Talks to Resume on Winter Gas for Ukrainei
X
Al Pessin
October 25, 2014 4:21 PM
Ukrainian and Russian officials will meet again next week in an effort to settle their dispute over natural gas supplies that threatens to leave Ukraine short of heating fuel for the coming winter. VOA’s Al Pessin reports from London the dispute is complex, and has both economic and geopolitical dimensions.
Video

Video Talks to Resume on Winter Gas for Ukraine

Ukrainian and Russian officials will meet again next week in an effort to settle their dispute over natural gas supplies that threatens to leave Ukraine short of heating fuel for the coming winter. VOA’s Al Pessin reports from London the dispute is complex, and has both economic and geopolitical dimensions.
Video

Video Smugglers Offer Cheap Passage From Turkey to Syria

Smugglers in Turkey offer a relatively cheap passage across the border into Syria. Ankara has stepped up efforts to stem the flow of foreign fighters who want to join Islamic State militants fighting for control of the Syrian border city of Kobani. But porous borders and border guards who can be bribed make illegal border crossings quite easy. Zlatica Hoke has more.
Video

Video Comanche Chief Quanah Parker’s Century-Old House Falling Apart

One of the most fascinating people in U.S. history was Quanah Parker, the last chief of the American Indian tribe, the Comanche. He was the son of a Comanche warrior and a white woman who had been captured by the Indians. Parker was a fierce warrior until 1875 when he led his people to Fort Sill, Oklahoma, and took on a new, peaceful life. As VOA’s Greg Flakus reports from Cache, Oklahoma, Quanah’s image remains strong among his people, but part of his heritage is in danger of disappearing.
Video

Video China Political Meeting Seeks to Improve Rule of Law

China’s communist leaders will host a top level political meeting this week, called the Fourth Plenum, and for the first time in the party’s history, rule of law will be a key item on the agenda. Analysts and Chinese media reports say the meetings could see the approval of long-awaited measures aimed at giving courts more independence and include steps to enhance an already aggressive and high-reaching anti-corruption drive. VOA’s Bill Ide has more from Beijing.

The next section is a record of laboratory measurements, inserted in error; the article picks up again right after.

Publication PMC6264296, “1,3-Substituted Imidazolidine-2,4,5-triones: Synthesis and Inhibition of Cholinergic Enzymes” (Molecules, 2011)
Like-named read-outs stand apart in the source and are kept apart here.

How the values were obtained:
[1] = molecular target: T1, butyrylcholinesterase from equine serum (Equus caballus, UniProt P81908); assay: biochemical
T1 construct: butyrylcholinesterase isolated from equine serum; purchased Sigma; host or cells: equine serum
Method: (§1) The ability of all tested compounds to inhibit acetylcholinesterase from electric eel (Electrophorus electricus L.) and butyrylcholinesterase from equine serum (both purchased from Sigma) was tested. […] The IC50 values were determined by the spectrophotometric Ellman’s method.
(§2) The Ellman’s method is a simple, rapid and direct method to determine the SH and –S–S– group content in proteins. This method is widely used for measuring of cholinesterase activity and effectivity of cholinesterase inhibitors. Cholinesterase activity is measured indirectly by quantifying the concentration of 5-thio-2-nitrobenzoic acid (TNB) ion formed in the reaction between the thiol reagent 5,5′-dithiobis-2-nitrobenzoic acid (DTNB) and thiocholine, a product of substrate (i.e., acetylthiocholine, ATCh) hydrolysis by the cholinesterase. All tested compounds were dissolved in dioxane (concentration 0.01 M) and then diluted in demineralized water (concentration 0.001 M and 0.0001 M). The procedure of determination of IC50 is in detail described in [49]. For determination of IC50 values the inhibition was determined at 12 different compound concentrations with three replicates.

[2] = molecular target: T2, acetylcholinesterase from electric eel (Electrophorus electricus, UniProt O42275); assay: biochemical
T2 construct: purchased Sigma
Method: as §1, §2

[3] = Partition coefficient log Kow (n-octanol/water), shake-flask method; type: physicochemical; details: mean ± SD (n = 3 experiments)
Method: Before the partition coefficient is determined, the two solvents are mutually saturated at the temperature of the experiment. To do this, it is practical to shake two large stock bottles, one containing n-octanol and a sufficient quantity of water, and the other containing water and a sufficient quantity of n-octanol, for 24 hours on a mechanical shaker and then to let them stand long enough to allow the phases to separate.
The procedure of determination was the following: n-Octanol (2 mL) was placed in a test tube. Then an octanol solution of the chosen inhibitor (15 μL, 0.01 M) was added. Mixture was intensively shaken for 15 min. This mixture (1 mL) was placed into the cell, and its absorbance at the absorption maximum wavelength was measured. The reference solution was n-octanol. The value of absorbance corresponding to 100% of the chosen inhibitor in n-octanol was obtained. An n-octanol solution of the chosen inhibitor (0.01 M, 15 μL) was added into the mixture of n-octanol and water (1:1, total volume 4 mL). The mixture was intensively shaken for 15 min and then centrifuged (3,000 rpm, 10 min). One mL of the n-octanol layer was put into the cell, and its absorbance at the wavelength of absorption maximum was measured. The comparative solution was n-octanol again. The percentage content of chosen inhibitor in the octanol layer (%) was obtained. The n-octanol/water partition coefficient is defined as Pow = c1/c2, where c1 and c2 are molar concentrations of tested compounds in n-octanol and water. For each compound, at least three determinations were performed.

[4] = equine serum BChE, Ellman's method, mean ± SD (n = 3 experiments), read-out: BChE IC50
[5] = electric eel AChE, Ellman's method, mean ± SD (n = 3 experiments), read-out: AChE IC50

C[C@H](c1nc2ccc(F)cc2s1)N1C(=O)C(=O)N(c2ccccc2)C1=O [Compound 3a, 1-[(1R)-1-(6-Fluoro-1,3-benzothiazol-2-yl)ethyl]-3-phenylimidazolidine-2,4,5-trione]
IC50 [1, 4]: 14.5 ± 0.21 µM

Video

Video After Decades of Pressure, Luxembourg Drops Bank Secrecy Rules

European Union finance ministers have reached a breakthrough agreement that will make it more difficult for tax cheats to hide their money. The new legislation, which had been blocked for years by countries with a reputation as tax havens, was approved last week after Luxembourg and Austria agreed to lift their vetoes. But as Mil Arcega reports, it doesn’t mean tax cheats have run out of places to keep their money hidden.
Video

Video Kobani Refugees Welcome, Turkey Criticizes, US Airdrop

Residents of Kobani in northern Syria have welcomed the airdrop of weapons, ammunition and medicine to Kurdish militia who are resisting the seizure of their city by Islamic State militants. The Turkish government, however, has criticized the operation. VOA’s Scott Bobb reports from southeastern Turkey, across the border from Kobani.
Video

Video US ‘Death Cafes’ Put Focus on the Finale

In contemporary America, death usually is a topic to be avoided. But the growing “death café” movement encourages people to discuss their fears and desires about their final moments. VOA’s Jerome Socolovsky reports.
Video

Video Ebola Orphanage Opens in Sierra Leone

Sierra Leone's first Ebola orphanage has opened in the Kailahun district. Hundreds of children orphaned since the beginning of the Ebola outbreak face stigma and rejection with nobody to care for them. Adam Bailes reports for VOA about a new interim care center that's aimed at helping the growing number of children affected by Ebola.

All About America

AppleAndroid

World Currencies

EUR
USD
0.7893
JPY
USD
107.68
GBP
USD
0.6238
CAD
USD
1.1214
INR
USD
61.185

Rates may not be current.